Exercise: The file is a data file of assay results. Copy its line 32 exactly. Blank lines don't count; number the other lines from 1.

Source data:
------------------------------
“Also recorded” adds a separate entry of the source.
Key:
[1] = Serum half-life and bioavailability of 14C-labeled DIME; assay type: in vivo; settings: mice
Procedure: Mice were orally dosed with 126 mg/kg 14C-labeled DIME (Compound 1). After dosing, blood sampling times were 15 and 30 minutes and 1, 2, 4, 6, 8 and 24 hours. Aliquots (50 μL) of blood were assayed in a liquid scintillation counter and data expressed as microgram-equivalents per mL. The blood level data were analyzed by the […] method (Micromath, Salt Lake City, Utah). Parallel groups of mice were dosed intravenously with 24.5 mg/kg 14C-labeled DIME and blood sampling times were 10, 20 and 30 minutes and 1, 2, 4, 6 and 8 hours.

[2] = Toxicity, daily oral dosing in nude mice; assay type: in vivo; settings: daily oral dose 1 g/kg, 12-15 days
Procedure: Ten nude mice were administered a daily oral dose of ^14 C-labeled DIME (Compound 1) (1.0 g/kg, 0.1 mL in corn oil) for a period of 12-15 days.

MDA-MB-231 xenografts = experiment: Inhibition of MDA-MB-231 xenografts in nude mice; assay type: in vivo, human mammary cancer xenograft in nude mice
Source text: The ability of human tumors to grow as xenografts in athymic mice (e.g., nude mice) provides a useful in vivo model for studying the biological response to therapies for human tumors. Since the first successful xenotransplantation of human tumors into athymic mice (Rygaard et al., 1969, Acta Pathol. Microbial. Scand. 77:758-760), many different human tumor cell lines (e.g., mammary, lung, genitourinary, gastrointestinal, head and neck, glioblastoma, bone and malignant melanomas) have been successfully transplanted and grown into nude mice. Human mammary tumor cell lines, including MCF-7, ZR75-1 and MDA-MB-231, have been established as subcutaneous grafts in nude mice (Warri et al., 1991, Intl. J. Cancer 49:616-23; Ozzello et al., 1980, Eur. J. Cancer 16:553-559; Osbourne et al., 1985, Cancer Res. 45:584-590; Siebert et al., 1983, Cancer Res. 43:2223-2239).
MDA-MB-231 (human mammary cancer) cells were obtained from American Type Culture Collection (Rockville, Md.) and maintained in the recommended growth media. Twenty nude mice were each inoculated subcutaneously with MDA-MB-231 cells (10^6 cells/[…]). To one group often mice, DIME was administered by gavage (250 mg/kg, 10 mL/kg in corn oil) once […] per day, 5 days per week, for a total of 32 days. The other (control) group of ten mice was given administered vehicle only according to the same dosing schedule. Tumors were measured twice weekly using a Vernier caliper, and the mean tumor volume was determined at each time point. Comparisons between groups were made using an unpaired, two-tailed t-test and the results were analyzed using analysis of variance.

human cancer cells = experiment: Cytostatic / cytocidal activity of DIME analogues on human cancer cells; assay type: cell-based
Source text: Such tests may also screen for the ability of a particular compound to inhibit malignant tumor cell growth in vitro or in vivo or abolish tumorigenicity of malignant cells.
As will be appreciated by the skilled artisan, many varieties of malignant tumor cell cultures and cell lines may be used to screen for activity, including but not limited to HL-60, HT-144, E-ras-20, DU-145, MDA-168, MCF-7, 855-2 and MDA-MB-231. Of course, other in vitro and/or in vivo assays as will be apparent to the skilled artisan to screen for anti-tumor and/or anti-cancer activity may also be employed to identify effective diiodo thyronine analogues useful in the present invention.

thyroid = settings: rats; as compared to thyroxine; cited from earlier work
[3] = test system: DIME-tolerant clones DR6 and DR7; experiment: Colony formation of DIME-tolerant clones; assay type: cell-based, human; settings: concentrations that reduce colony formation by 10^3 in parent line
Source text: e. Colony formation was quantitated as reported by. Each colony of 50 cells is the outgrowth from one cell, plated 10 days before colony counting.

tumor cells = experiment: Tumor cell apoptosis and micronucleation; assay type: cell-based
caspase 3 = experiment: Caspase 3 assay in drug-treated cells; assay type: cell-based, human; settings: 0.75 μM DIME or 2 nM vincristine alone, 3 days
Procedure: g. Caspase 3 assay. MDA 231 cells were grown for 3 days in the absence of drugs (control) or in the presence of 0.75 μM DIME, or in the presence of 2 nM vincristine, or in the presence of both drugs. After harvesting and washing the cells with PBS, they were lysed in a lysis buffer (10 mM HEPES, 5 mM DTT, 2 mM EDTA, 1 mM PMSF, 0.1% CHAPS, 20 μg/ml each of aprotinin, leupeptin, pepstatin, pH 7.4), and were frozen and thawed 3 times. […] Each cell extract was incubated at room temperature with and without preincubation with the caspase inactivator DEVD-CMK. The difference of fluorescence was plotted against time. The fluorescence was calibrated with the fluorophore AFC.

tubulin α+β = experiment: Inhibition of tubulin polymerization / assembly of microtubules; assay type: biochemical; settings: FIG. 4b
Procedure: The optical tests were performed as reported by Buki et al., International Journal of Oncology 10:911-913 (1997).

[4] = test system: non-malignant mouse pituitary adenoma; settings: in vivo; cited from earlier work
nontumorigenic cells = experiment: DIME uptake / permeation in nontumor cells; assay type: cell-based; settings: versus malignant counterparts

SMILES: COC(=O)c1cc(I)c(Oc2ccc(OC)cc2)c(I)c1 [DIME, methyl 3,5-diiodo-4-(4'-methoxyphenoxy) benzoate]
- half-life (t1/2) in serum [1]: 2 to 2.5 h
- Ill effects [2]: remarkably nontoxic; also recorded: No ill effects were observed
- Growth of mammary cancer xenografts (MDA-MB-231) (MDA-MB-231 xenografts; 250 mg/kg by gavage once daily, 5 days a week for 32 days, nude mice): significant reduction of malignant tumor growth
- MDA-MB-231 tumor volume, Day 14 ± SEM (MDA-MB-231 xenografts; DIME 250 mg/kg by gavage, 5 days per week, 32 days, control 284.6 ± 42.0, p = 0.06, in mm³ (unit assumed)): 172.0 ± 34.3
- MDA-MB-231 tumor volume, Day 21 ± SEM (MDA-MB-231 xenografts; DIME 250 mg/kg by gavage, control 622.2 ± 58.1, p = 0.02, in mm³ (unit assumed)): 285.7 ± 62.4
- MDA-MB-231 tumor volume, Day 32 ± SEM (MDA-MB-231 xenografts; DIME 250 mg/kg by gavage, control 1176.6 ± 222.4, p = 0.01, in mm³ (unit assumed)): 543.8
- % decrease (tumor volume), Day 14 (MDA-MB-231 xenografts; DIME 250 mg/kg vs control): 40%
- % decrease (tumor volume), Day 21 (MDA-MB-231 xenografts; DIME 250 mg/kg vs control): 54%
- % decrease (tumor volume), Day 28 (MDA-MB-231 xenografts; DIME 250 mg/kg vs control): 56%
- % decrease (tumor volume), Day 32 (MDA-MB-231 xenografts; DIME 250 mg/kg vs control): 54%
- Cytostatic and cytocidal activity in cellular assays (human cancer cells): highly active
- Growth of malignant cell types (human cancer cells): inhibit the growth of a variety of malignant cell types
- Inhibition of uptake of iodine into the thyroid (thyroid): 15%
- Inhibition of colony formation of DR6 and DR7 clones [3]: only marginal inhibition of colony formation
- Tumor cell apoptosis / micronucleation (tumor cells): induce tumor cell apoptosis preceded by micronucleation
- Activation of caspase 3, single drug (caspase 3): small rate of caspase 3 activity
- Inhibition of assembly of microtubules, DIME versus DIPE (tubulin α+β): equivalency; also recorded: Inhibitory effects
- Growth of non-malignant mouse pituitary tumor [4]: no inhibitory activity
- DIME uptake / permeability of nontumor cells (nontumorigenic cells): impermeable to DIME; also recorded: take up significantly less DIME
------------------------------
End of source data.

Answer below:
- % decrease (tumor volume), Day 28 (MDA-MB-231 xenografts; DIME 250 mg/kg vs control): 56%